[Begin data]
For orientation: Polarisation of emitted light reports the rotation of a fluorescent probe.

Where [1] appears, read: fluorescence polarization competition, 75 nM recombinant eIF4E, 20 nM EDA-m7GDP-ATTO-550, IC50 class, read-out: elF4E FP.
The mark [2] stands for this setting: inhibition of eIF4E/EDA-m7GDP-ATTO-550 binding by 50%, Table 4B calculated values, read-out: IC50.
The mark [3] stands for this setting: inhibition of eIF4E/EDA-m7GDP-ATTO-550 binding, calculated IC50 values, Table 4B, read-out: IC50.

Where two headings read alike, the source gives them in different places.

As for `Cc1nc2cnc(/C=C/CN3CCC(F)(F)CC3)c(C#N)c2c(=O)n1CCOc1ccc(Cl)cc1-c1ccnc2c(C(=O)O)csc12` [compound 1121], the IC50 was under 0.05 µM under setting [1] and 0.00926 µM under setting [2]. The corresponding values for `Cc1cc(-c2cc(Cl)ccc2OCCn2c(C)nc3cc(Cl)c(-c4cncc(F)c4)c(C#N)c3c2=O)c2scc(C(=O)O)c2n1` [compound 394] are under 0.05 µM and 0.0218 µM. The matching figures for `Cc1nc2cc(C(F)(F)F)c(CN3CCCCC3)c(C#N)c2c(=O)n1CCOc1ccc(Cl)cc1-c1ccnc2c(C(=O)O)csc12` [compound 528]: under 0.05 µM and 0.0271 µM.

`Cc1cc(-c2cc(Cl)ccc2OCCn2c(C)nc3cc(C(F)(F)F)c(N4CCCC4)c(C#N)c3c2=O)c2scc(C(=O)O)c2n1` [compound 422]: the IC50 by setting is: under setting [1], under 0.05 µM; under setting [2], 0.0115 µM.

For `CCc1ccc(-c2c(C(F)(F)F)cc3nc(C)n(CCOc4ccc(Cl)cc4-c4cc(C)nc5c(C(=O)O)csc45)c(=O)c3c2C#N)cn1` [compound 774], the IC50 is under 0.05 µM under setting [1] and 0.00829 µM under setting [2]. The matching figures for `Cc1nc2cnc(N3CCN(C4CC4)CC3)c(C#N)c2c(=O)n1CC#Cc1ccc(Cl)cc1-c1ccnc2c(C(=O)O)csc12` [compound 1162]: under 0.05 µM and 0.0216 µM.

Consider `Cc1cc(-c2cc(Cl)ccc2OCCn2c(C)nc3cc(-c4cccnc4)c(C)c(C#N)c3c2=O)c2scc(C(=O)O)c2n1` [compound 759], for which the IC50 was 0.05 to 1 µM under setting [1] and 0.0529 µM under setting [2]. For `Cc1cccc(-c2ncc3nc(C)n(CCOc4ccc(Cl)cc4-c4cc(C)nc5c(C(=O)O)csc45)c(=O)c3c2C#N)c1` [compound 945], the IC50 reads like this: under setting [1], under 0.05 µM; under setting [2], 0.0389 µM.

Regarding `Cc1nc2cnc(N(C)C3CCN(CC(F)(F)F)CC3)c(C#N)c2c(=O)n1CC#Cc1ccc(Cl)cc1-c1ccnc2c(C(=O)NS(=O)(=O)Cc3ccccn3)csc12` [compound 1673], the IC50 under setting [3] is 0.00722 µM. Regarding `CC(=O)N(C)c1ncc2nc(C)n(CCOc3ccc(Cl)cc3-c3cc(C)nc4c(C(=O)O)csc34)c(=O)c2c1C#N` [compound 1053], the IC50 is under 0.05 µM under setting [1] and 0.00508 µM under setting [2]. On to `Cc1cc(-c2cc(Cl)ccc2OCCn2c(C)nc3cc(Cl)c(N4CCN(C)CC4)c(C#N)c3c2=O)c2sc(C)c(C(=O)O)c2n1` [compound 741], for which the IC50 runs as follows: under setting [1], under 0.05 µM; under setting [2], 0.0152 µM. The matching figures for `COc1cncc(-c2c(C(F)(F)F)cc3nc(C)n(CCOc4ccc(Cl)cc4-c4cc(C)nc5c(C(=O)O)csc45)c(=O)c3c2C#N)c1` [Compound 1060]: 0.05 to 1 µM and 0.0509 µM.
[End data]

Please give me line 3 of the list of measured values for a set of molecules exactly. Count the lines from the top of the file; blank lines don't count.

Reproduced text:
The mark [2] stands for this setting: inhibition of eIF4E/EDA-m7GDP-ATTO-550 binding by 50%, Table 4B calculated values, read-out: IC50.